Disobey 2024

Pasi Orovuo Security Specialist, Solita

Published 06 Mar 2024

Reading time 6 min

Finland’s most significant annual cybersecurity and the industry’s most important networking event, Disobey 2024, was held on February 16-17 at the Cable Factory in Helsinki. The event was now organised for the 7th time and as always, the arrangements and performers were of very high quality. There were over 200 applications for speaker slots and many cybersecurity professionals were left without a ticket because the event sold out in a couple of minutes. 

The event consists of presentations, workshops, and a CTF challenge typical for cybersecurity events, where various technical and other problems are solved. In addition, there are stands where cybersecurity operators present their products and services. The scale of the event is evidenced by the fact that there were over 1800 visitors and the arrangements were handled by a team of over 100 volunteers.

We participated in the event too. Iiro Uusitalo, our Senior Security Consultant, has been part of the event’s CTF team for a long time. Satu Korhonen, Solita’s Machine Learning Engineer, was in the performer lineup with her presentation on GenAI’s cybersecurity and MLSecOps. Read a summary of a few highlights.

Disobey 2024

Hardware hacking all the things, on a budget – You can do it too!

Tomi Koski provided tips and tricks based on his extensive experience in hardware hacking. Hardware hacking may be intimidating, but there are good resources available to get started. The barrier for entry is not ultimately that high. There is a lot of solid equipment available at a relatively cheap price. The biggest investment really is time (and space to store all the h/w).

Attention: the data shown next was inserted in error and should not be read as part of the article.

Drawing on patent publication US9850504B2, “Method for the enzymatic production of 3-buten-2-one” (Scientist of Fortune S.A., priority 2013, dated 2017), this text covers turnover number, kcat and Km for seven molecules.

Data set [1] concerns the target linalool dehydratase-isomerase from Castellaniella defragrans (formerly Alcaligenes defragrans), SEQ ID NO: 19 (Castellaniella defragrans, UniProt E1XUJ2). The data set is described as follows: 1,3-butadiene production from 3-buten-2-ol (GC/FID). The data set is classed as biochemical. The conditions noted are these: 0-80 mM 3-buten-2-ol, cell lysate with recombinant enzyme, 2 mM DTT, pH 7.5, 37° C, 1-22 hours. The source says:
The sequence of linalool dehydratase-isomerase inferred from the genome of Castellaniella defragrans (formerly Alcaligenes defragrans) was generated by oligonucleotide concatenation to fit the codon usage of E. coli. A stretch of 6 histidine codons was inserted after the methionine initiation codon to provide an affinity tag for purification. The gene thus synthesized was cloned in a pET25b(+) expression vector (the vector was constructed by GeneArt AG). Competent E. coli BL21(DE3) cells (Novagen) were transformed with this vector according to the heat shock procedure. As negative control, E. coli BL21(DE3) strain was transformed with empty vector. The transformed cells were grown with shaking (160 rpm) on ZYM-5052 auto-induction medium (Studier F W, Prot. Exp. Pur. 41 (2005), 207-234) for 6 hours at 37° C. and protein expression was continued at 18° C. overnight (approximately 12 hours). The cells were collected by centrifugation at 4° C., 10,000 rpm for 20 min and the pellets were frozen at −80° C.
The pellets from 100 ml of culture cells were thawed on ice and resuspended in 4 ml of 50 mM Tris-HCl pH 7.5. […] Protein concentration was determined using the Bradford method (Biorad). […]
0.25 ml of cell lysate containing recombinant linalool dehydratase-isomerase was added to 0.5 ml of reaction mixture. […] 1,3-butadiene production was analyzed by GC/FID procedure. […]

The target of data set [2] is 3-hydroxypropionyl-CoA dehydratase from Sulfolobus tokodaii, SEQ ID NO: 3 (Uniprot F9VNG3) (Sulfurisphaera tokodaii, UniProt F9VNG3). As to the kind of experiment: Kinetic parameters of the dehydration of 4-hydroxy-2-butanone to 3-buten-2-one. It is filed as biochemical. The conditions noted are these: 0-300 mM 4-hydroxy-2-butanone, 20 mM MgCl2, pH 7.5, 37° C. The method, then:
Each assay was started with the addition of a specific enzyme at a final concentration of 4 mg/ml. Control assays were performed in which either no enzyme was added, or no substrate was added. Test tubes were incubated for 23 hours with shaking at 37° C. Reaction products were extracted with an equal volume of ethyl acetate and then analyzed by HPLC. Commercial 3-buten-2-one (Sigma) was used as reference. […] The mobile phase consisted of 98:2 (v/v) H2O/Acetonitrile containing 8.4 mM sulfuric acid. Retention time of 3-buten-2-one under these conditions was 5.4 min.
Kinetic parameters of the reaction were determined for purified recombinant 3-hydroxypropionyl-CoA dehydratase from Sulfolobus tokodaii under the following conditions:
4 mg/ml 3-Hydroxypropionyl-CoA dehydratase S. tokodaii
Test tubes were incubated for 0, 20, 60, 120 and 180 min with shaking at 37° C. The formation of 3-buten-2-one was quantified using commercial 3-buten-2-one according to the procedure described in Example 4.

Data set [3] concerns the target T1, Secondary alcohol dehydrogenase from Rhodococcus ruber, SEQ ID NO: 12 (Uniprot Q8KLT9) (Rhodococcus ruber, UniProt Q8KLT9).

Beyond code security: How CSPM can help to secure your cloud and avoid configuration disasters

Mikael Nilsson talked about processes, practices and solutions to cloud security posture management. His thoughts were interesting, and the bulk was that while AppSec has developed by leaps and bounds, cloud misconfigurations are still a significant factor in the breaches. While there are good tools for CSPM, the solutions are only part of the equation. It’s the people, practices, KPIs etc. that complete the circle. This is an area where Solita has done interesting work. Our CloudBlox MSP contains components that enable and empower development teams to monitor and manage cloud security posture in an agile and flexible manner.

I like to MOVEit MOVEit

Juho Jauhiainen talked about CL0P ransomware and their exploitation of a MOVEit zero-day. Juho’s grim message was that everything will be hacked, and you should invest in having controls and monitoring in place.

Securing GenAI? How far will DevSecOps take you and how to go further?